When a High Court-commissioned investigation confirmed last year that former justice Dyson Heydon, one of the country’s most prominent jurists, had sexually harassed six female staff members, it sent shockwaves through the legal profession and the wider community.
It seemed an irony that a man entrusted with the solemn task of upholding the law could so abuse his position, and could do so for a decade with apparent impunity.
But Mr Heydon’s power was integral to his behaviour. In his most detailed remarks since the scandal broke, former High Court judge Kenneth Hayne, QC – whose 18 years on the bench encompassed Mr Heydon’s stint from 2003 to 2013 – says sexual harassment must be “called out for what it is: an abuse of power”.
Former High Court judge Kenneth Hayne, QCCredit:John Woudstra
The legal profession, like most workplaces including political offices, is hierarchical and confers great power on those at the top over junior employees and associates.
“It’s because there is a difference in power that perpetrators of sexual harassment know or at least believe … the victim is unlikely to respond to words or conduct of a sexual nature in some way that will be detrimental to the perpetrator,” Mr Hayne told the Australian Bar Association in a podcast.
“The victim may not – indeed, I think, often will not – feel able to stop what’s happening or to prevent its recurrence. Why? The victim may fear the consequences of complaint. There may be fear of retribution.”
His comments are particularly timely in light of the experience of Brittany Higgins, the former Liberal staffer who alleges she was raped in 2019 by a former staffer on a couch in Defence Minister Linda Reynolds’s parliamentary office.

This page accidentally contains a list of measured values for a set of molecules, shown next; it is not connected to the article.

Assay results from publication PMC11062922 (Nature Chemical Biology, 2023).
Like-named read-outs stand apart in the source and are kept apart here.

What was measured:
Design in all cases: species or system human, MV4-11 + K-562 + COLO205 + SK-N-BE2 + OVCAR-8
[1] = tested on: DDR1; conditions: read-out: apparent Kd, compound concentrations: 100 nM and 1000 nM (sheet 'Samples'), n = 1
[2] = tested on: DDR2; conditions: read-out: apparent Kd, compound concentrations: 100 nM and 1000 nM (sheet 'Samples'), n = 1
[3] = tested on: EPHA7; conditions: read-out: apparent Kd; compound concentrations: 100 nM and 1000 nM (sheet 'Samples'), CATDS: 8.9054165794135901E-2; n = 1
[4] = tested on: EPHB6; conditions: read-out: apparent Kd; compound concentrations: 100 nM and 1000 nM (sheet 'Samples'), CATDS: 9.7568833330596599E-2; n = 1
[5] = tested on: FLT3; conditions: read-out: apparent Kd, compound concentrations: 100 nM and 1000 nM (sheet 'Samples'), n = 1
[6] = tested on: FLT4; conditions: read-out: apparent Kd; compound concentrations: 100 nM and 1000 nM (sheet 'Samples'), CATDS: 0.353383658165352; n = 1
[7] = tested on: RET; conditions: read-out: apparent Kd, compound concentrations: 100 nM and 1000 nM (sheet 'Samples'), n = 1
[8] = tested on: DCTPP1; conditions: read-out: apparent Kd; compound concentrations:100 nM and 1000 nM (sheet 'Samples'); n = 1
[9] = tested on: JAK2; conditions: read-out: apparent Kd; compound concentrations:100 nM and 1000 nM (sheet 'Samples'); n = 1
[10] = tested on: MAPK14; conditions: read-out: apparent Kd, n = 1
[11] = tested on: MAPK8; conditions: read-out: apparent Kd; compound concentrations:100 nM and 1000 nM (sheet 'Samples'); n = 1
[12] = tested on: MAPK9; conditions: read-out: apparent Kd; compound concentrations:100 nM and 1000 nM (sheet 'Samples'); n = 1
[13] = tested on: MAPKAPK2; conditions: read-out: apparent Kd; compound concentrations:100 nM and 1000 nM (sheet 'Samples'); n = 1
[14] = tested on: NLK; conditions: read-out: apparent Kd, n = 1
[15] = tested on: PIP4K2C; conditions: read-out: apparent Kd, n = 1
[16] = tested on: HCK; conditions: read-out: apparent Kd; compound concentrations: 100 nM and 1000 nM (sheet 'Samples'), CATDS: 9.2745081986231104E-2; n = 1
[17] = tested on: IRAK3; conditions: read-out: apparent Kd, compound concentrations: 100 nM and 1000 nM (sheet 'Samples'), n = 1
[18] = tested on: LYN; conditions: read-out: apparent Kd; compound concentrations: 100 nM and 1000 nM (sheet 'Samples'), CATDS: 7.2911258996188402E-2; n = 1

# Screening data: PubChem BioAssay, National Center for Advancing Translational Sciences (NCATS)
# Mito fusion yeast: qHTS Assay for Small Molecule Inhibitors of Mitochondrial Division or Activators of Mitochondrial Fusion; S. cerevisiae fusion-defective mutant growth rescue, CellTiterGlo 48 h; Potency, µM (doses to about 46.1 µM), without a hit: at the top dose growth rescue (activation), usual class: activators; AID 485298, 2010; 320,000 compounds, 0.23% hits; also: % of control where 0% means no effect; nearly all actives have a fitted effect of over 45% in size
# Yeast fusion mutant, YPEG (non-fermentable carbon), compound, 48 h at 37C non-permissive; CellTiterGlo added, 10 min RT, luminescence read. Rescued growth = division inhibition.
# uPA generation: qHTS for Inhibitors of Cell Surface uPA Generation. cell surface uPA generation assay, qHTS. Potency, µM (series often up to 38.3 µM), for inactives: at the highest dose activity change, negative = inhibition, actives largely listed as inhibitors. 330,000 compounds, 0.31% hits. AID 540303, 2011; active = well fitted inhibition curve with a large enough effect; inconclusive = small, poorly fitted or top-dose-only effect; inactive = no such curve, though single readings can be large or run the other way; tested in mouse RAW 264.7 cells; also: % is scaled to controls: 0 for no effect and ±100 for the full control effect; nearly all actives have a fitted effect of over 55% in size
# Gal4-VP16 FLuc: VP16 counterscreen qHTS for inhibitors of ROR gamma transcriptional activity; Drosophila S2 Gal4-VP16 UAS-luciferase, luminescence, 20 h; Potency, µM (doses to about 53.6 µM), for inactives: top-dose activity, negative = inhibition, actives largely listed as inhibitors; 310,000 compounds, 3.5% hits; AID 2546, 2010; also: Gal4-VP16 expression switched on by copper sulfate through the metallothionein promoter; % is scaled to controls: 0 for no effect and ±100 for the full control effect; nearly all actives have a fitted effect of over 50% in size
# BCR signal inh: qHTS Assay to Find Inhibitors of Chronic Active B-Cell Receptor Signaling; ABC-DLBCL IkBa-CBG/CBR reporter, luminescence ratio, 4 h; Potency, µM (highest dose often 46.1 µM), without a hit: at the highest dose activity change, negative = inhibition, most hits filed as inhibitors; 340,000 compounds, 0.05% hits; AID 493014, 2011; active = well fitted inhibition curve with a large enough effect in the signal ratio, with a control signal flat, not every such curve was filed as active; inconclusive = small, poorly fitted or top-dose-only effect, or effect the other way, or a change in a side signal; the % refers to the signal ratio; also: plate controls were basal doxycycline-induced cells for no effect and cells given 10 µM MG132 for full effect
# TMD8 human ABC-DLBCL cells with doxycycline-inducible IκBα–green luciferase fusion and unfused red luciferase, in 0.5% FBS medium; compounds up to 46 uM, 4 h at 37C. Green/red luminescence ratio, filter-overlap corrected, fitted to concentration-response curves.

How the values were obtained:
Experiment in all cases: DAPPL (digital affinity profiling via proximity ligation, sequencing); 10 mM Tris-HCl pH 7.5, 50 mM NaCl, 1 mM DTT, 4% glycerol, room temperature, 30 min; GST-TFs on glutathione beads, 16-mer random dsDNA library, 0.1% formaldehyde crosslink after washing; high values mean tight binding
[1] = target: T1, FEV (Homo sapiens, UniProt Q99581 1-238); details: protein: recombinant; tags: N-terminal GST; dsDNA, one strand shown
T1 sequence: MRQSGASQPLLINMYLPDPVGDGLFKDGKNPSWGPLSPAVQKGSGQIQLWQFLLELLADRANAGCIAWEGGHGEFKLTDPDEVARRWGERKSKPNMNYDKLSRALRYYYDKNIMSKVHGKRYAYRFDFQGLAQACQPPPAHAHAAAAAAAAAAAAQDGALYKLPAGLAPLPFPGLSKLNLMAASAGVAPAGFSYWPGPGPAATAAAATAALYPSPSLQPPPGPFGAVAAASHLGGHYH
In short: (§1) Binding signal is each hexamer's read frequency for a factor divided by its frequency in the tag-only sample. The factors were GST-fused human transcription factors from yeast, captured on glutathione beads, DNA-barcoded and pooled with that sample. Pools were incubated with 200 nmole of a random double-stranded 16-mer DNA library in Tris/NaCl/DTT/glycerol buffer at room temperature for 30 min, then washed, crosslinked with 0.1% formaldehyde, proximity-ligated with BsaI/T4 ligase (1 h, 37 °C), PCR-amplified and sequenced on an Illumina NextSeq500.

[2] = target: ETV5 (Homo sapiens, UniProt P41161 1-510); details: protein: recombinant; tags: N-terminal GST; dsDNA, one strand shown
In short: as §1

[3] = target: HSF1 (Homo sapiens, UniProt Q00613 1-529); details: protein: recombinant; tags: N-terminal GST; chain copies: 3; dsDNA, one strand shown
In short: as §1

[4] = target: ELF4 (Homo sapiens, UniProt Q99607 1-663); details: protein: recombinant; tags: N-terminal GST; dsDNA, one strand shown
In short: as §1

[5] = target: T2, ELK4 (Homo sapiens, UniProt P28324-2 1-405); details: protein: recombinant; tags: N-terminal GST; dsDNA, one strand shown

“There is a strange culture of silence in the parties. The idea of speaking out on these sort of issues, especially around a [election] campaign, it’s like letting the team down”, Ms Higgins told the Ten Network on February 15.
Mr Hayne said last year he was unaware of Mr Heydon’s conduct – Mr Heydon denies any wrongdoing – while on the High Court bench but he supported the court’s response, which was led by Chief Justice Susan Kiefel.
He condemned the culture of victim-blaming in which the targets of sexual harassment are made to feel that the behaviour of perpetrators is their responsibility.
“Every aspect of this has to stop: the harassment; abusing the imbalance of power; trying to excuse the conduct, let alone blaming the victim for what the perpetrator has done.”
Mr Hayne said the profession needed to promulgate “blunt messages” in training and education programs aimed at setting standards, including those as simple as saying “don’t touch” and “don’t bring sex into it”. The responsibility and disgrace belonged to perpetrators, he said, and the message was one of respect for others.
He urged all members of the profession to call out sexual harassment if they saw it and to listen carefully to victims who made complaints.
“The messages I think are very simple: we need to keep repeating them,” Mr Hayne said.
The chair of the Australian Bar Association’s diversity and inclusion committee, Kate Eastman, SC, has rightly noted that the perpetrators of sexual harassment are “overwhelmingly” men and it is the responsibility of men in the profession to eliminate it.
Words without actions, including robust complaint mechanisms that protect victims, will never be enough.
But The Age believes Mr Hayne and the Australian Bar Association are right that the basic message of respect must be repeated often, and loudly.
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